When we think about food, we tend to focus on what it is and the calories involved rather than what it means to us, but it is the meaning behind the food that is usually what’s driving us to eat. Food has psychological and social meanings to us. When we think “cake” we tend to think “celebration.” When we think about consolation or solace, it’s usually things like “ice cream” or “chocolate.” Or if it’s just plain comfort, it can be something warm and hearty like “soup” or “mac & cheese.” For me, even today, “enchiladas” means family holidays and gatherings. My mom said the word to me and instantly I envisioned my grandma’s house with a laden dining room table! We’ve begun to think of the food itself as the actual event. How can we have a birthday without cake? What kind of Thanksgiving doesn’t have stuffing and pumpkin pie? We can’t watch a football game without beer and nachos any more than we can envision New Year’s Eve without champagne or alcohol. For us, the FOOD has become the EVENT!
Our brains know that’s not the case, but somewhere in our psyche, the two have become almost inseparable. We’ve convinced ourselves that if we don’t have “THE” food associated with whatever event is taking place, then we’ve missed out on the actual event. How can we go out with friends without having drinks? How can we celebrate Fourth of July without hot dogs, burgers or beer? Hanging out with friends doesn’t require alcohol any more than the fireworks and parades on July 4th need burgers and beer in order to take place. While it seems like it’s easy to disentangle the food and drinks from the celebration or holiday, it’s only easy on a physical level. Anyone can show up at Thanksgiving and not eat the pie and stuffing just like no one is going to shove cake and ice cream into your mouth at your granny’s birthday party. You can attend the events without being forced to eat everything that’s there, but our psyches don’t understand that.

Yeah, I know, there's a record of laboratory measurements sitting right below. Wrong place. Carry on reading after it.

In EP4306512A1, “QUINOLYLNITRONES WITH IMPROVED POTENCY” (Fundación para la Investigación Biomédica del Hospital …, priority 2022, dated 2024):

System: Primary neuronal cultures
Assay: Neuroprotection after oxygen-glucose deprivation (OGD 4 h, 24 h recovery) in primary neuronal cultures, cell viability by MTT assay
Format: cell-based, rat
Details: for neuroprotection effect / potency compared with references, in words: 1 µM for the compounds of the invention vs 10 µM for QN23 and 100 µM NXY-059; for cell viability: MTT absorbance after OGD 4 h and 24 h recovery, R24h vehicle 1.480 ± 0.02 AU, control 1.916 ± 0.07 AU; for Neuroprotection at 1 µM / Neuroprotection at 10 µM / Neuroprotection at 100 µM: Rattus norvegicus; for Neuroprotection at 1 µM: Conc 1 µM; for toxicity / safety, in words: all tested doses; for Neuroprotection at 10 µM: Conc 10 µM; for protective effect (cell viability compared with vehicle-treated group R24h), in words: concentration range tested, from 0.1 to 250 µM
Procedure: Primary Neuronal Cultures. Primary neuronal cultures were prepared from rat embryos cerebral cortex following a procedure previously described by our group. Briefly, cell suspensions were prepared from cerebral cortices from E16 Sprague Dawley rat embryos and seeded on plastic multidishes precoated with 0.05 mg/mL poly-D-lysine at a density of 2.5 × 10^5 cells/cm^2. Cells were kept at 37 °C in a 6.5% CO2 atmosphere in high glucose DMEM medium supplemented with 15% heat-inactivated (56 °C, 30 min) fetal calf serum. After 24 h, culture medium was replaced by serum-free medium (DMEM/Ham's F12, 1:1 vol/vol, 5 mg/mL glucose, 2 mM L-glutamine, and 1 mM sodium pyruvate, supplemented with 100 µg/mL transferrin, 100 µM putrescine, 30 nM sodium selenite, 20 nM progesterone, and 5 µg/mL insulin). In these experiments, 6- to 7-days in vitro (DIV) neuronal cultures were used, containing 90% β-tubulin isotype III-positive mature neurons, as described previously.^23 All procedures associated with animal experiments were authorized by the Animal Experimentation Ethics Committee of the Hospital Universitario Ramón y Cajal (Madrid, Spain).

Our minds– not our brains–have intertwined eating with celebrating, so while you can go to a family holiday and not eat the pie, the enchiladas or the stuffing and the cake, your mind is not only telling you that you missed out on all the yummy goodies, it is telling you that you missed the big celebration because it “doesn’t feel right.” You may have brought a gift, given Granny a big birthday hug and sang “Happy Birthday” as she blew out the candles, but because you didn’t have a piece of her cake, you “missed the birthday.” Logically, our brains roll their inner eyes and shake their figurative heads at this foolishness, but our minds are confused: something is missing! It doesn’t feel like a birthday party!
Obviously, part of this comes from changing our routines (not eating all the stuff you normally eat) and part of it is our own awkwardness at being seen as different from the others. Since we didn’t “do like everyone else did,” we feel like we are standing out like a sore thumb and “everyone” must have noticed that we said no to the beer, the birthday cake or whatever is being served. Somehow, it makes hanging out with friends feel less like socializing and more like an ordeal. Saying no to the beer, appetizers or cake can feel rude, almost as if you need to explain why you aren’t joining in with everyone else.